Story by Dr. David Rojas
Photo: Hashim Rogers/Pexels
Biking plays a significant role in urban areas and has been suggested as a tool to promote public health. Now, a new study led by Colorado State University has for the first time estimated the health benefits of urban cycling in 17 countries.
According to the research team, up to 205,424 premature deaths could be prevented each year if countries support high levels of urban cycling. In the U.S., it is estimated that more than 15,000 premature deaths could be prevented each year by supporting urban cycling.
The study, published in Environmental Health Perspectives, modeled the benefits of promoting urban cycling up to 2050 and if 100% of bike trips replace traveling by car.
An avid urban cycler and senior author of the study, Rojas-Rueda said that the team found global biking policies may provide important mortality benefits in the years ahead.
“This study should be seen as a call to implement policies that support sustainable mobility and a healthy urban design,” he said. “Current policies will impact our future and the health of future generations.”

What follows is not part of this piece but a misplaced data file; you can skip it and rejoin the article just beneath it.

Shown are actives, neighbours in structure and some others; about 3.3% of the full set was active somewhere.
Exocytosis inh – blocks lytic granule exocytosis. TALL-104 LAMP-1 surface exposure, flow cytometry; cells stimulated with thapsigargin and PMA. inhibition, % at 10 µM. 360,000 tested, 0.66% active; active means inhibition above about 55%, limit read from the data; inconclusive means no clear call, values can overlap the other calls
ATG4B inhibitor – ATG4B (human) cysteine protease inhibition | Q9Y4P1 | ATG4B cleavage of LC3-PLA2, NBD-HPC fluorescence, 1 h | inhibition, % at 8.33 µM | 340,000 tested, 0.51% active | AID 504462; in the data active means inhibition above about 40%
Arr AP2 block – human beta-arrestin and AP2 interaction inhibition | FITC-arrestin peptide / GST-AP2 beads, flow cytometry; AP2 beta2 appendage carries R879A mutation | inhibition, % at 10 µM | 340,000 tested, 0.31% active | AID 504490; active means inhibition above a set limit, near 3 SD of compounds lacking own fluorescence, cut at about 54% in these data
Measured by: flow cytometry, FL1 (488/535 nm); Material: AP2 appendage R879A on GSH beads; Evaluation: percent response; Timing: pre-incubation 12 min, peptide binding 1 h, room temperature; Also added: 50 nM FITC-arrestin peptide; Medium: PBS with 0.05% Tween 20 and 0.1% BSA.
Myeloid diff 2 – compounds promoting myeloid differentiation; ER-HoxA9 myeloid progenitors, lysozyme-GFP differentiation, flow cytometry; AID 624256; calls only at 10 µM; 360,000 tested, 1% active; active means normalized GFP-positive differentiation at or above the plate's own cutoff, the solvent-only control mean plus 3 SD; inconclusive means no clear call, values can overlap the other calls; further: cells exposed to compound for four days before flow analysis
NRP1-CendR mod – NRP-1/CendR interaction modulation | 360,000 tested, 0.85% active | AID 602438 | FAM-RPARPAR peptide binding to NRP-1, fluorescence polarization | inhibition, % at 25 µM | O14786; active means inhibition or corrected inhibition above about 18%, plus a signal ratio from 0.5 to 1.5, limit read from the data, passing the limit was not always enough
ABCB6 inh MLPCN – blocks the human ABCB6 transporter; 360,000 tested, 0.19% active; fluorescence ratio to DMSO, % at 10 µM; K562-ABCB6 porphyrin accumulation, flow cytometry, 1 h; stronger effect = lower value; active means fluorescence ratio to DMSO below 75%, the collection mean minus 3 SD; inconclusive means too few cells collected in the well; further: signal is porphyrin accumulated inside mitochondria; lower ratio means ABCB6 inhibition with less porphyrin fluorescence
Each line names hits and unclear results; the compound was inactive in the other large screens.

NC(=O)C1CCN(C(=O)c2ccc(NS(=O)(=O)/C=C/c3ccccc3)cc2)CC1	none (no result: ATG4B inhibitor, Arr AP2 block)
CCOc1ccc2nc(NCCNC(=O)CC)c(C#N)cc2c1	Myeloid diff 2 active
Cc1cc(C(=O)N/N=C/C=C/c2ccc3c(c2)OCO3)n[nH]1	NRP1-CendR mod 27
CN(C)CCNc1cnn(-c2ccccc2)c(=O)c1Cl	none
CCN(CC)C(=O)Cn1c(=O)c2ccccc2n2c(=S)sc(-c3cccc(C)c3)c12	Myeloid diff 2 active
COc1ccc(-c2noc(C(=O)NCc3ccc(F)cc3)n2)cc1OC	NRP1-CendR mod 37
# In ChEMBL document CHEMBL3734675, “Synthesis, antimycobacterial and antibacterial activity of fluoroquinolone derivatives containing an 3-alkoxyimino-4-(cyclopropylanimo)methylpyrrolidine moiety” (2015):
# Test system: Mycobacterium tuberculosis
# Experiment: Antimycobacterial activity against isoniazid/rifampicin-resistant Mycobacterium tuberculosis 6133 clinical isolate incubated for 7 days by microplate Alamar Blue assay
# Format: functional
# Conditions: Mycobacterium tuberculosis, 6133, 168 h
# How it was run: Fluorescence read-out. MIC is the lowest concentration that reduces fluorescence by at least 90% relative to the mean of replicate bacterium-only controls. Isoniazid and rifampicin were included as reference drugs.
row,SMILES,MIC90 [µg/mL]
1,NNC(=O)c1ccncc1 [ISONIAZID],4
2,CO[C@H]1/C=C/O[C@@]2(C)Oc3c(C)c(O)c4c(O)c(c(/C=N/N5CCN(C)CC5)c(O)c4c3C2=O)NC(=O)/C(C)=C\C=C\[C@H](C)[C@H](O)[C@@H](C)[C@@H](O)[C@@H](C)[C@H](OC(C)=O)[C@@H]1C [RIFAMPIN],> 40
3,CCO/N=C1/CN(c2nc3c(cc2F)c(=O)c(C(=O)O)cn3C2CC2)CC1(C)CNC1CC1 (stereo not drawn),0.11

The study compared current cycling trends with high levels of urban cycling among 17 countries, including Brazil, Canada, China, Denmark, Egypt, France, Germany, India, Indonesia, Italy, Japan, Mexico, Netherlands, Russia, South Africa, United Kingdom and the U.S.
The high cycling 2050 scenarios were based on policies that have been shown to bring a quick increase in biking levels. This includes things like:
- Retroﬁtting biking infrastructure onto existing roads to create networks on arterial streets, small residential streets, and intercity roads.
- Implementation of bike-share systems in large cities.
- Reforming laws and enforcement practices to better protect active transport.
- Investment in walking facilities and public transport to oﬀer trips that can be combined with bike trips.
- Elimination of policies that support additional motorized vehicle use, such as free parking and fuel subsidies.
- Establishment of congestion pricing, travel fees and development impact fees to charge a price for driving.
The research team used a quantitative health impact assessment methodology, which considered the physical activity benefits and the risks associated with traffic fatalities and inhalation of air pollution.